Strange Quarks and Muons, Oh My! Nature's Tiniest Particles Dissected (Infographic)
See how the Standard Model sorts out the major particles that make up the universe.
Credit: Karl Tate, Infographics Artist

The Standard Model is the collection of theories that describe the smallest experimentally observed particles of matter and the interactions between energy and matter.

Three categories of particles form the Standard Model. Matter is composed of quarks and leptons. The
fundamental bosons provide three forces: electromagnetism, the strong nuclear force and the weak nuclear force. Gravity, the fourth fundamental force, is not explained by the Standard Model.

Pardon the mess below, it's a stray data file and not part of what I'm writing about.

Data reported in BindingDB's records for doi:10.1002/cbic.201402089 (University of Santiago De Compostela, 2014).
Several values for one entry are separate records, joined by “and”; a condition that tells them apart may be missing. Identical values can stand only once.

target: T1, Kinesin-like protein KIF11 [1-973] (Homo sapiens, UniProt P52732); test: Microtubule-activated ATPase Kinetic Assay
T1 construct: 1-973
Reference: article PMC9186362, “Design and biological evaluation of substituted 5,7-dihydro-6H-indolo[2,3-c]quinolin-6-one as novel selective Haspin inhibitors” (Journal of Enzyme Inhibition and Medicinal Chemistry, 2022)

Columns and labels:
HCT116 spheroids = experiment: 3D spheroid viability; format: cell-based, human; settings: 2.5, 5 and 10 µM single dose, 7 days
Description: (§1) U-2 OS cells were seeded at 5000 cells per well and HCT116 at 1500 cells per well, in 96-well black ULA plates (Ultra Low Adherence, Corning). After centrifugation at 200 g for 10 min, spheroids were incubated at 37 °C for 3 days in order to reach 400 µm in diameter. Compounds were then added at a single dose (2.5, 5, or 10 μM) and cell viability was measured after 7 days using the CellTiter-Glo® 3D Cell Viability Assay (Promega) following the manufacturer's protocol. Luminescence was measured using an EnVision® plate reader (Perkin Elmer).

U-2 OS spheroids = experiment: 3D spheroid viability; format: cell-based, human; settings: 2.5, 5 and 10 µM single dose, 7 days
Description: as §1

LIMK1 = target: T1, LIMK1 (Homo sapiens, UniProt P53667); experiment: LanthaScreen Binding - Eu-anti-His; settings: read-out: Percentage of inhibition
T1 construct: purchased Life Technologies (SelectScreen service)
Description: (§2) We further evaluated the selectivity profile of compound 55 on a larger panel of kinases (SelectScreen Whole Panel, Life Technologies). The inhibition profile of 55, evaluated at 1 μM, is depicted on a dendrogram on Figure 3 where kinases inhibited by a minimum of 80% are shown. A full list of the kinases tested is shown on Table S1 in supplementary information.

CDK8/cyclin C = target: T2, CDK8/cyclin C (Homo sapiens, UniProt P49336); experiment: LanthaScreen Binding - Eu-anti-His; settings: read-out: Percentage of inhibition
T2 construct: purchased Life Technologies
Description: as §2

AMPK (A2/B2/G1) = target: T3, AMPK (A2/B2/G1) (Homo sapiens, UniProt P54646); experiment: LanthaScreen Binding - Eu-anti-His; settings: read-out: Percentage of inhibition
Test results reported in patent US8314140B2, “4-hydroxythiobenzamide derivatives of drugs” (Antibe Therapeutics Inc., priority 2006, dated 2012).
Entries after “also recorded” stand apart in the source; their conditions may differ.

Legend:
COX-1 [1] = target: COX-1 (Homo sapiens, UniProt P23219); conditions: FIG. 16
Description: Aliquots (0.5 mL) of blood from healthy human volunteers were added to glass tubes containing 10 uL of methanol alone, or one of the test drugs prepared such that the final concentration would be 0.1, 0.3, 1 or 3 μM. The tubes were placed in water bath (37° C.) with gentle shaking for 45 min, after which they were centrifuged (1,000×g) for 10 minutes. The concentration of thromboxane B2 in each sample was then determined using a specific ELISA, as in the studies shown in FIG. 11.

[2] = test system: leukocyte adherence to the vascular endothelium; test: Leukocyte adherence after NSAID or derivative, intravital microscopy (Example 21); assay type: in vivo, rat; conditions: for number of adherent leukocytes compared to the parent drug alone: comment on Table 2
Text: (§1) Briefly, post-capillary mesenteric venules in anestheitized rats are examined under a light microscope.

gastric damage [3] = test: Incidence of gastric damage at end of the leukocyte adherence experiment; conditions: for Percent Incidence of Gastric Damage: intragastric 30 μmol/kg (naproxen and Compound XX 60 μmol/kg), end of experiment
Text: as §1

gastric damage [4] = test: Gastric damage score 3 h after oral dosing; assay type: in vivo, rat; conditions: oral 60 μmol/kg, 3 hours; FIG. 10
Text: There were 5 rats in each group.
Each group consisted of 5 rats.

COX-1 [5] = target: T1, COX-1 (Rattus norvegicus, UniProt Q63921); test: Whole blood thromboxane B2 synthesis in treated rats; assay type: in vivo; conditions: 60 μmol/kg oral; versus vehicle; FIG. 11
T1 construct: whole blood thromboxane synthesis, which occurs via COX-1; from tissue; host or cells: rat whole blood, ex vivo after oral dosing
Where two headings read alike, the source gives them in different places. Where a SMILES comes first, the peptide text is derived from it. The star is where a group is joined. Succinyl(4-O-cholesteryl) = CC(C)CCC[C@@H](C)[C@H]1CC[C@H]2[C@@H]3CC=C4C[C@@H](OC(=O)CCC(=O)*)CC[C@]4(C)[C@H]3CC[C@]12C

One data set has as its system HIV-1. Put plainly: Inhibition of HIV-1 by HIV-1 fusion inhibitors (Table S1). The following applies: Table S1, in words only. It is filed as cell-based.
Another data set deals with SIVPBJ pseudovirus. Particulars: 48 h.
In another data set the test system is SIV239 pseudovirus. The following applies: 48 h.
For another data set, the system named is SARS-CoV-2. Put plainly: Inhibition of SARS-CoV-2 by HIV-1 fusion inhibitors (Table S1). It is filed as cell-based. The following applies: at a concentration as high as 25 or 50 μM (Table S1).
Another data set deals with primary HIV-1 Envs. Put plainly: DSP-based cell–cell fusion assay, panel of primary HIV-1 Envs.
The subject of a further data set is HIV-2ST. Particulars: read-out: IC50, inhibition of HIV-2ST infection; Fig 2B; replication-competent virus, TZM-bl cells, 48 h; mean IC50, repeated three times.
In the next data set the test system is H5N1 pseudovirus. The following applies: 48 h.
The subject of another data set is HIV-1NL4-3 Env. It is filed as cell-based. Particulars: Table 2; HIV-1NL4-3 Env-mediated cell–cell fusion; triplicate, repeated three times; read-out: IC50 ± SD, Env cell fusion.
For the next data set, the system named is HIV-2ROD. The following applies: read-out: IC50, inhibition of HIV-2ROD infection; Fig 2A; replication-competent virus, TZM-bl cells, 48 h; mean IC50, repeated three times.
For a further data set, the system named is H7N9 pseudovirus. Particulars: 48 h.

The Higgs boson, discovered in 2012, provides an explanation for how the other particles get mass.

The quark group includes six particles including: up, down, charm, strange, top and bottom.

The lepton group includes the electron neutrino, muon neutrino, tau neutrino, electron, muon and Tau particles.

The bosons include the photon, gluon, Z particle, W particle and the Higgs.

Currently, the Standard Model is incomplete and does not explain many important features of the known universe, such as:

• gravity

• dark matter
(27 percent of the universe)

• dark energy
(68 percent of the universe)

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